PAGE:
Maria Iorio & Raphaël Cuomo, winners of the tenth Furla Art Award, are presenting the first incarnation of their long-term research project Logica del passaggio at Fondazione Querini Stampalia during La Biennale di Venezia – 56th International Art Exhibition.
Curated by Simone Frangi, this show by Maria Iorio & Raphaël Cuomo takes stock of the first stage of work on the project that won them the 2015 Premio Furla last November.
Conceived and curated by Chiara Bertola, the Premio Furla is a biennial award for excellence in contemporary art that focuses on emerging Italian talent. Founded with the aim of supporting Italy’s finest artistic endeavours – by monitoring and selecting artists, and helping them grow while producing new work – the prize has established itself over its fifteen-year history as an international showcase for emerging creativity.
This tenth edition of the Premio Furla has been organized by Fondazione Furla in partnership with the Cultural Office of the City of Milan and Palazzo Reale, which hosted the launch of the award and the exhibition “Growing Roots” – and in collaboration with Fondazione Querini Stampalia, miart and Viafarini, and has obtained the official sponsorship of the Italian Ministry of Cultural Heritage and Activities.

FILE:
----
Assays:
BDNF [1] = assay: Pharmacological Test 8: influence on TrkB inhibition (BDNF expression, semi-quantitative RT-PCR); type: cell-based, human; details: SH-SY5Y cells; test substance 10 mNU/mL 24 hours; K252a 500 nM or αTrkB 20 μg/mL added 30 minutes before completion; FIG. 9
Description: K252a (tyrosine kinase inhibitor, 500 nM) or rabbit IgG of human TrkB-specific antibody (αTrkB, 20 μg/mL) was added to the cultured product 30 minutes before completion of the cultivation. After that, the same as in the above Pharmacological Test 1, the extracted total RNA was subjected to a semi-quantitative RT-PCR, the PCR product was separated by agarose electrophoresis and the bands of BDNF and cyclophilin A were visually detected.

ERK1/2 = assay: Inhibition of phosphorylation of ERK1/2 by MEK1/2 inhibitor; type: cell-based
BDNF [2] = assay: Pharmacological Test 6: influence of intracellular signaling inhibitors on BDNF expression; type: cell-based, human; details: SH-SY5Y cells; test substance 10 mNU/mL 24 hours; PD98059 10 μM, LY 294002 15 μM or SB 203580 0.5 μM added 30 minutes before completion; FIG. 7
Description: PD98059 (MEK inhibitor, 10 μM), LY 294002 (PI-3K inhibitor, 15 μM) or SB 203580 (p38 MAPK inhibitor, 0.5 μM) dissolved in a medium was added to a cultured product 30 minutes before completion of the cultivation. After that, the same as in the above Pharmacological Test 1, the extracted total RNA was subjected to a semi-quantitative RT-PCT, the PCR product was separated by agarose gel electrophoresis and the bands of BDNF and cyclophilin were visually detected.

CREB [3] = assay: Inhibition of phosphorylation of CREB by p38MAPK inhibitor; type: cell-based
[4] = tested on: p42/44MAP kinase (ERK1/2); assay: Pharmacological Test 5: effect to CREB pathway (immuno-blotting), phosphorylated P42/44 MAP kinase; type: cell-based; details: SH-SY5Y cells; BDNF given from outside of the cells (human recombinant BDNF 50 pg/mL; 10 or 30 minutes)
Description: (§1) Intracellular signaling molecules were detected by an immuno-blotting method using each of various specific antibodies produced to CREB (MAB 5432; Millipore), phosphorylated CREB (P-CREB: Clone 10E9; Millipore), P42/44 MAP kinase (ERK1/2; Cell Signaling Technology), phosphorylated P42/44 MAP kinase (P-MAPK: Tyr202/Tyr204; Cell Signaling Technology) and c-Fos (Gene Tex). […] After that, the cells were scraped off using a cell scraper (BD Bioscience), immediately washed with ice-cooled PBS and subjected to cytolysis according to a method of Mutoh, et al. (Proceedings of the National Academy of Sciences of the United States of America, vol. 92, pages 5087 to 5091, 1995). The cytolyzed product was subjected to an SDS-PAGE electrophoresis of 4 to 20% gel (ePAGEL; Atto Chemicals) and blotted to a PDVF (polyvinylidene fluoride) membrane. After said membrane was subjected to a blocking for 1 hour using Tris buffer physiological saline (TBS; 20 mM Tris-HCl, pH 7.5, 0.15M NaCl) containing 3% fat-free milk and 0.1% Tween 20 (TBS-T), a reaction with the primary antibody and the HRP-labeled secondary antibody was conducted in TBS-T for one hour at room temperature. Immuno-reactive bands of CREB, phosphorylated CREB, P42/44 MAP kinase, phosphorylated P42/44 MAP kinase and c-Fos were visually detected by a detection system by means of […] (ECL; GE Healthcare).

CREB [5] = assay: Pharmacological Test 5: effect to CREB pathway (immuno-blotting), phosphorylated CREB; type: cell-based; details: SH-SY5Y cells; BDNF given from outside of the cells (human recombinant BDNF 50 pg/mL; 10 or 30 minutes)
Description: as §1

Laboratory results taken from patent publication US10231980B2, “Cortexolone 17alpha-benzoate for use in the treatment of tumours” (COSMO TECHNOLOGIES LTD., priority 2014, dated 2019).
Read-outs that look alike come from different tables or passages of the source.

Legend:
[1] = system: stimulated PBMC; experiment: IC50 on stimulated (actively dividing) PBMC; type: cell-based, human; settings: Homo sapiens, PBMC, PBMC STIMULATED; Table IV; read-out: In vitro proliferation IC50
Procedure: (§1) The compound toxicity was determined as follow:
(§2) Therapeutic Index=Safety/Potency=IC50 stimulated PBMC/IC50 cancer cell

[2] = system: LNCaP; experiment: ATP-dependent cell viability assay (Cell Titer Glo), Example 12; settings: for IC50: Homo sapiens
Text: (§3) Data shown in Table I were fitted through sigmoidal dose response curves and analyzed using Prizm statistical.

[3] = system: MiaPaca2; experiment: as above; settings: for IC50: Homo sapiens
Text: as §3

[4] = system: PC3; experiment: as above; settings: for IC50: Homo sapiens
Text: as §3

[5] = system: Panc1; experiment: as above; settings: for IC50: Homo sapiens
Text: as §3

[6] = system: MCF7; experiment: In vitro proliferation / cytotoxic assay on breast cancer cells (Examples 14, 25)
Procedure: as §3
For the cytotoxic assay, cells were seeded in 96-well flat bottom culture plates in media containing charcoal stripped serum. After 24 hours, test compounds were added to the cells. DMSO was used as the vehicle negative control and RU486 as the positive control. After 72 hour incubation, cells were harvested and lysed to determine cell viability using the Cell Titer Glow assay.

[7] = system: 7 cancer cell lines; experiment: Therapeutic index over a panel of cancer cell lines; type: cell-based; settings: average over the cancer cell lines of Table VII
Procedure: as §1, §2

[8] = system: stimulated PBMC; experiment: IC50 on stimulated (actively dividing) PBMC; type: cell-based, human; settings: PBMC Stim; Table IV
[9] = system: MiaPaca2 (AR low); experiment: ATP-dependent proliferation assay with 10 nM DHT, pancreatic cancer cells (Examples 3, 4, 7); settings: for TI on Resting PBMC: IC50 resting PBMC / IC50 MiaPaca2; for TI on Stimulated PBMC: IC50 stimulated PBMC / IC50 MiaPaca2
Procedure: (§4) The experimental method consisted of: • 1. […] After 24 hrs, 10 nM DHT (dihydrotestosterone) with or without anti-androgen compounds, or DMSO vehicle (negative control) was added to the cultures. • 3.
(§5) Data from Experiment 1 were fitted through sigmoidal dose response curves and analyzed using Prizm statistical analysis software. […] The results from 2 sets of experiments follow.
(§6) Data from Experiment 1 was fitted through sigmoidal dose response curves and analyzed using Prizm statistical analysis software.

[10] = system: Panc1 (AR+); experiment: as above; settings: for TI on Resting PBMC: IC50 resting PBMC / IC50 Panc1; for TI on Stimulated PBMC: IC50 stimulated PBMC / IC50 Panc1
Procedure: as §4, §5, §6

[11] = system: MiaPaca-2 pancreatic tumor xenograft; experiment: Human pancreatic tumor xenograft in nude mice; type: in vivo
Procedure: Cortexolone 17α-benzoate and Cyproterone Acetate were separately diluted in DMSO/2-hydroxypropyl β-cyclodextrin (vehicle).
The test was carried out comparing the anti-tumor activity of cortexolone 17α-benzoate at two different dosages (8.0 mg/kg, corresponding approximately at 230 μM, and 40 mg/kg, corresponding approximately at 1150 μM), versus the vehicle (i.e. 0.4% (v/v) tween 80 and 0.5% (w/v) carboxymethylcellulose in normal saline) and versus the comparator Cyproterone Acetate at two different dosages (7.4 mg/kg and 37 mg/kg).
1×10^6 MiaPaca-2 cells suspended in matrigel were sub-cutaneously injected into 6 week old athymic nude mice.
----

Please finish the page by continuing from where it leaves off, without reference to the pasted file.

In Logica del passaggio, Maria Iorio & Raphaël Cuomo analyse the general context of Italian “economic” migration northward toward other parts of Europe from the late Fifties to the mid-Sixties, sticking scrupulously to the facts and yet trying to reconfigure them through storytelling and imagery: how people crossed the border, their working conditions, exploitation, the limits placed on their rights and movement in order to obtain a work permit, all the way to the efficient biopolitical device of health inspections that marked the “passage” of migrants from Italy to Switzerland.
The work presented at Fondazione Querini Stampalia specifically focuses on migration to Switzerland in the Sixties, which was characterized by immigrant workers being restricted to the sphere of production, by discrimination and xenophobia, and by the use of “health risks” as a strategy to control emigration and the legality of border crossings. The latter is a normative process eloquently embodied in Iorio & Cuomo’s project by the modernist building in Brig used as an immigrant health inspection centre until the mid-Nineties. Through a film and a spatial system, Maria Iorio & Raphaël Cuomo reread and retranscribe this chapter of history without ever slipping into mere documentary, working instead to reveal the replicable structure and logic behind it.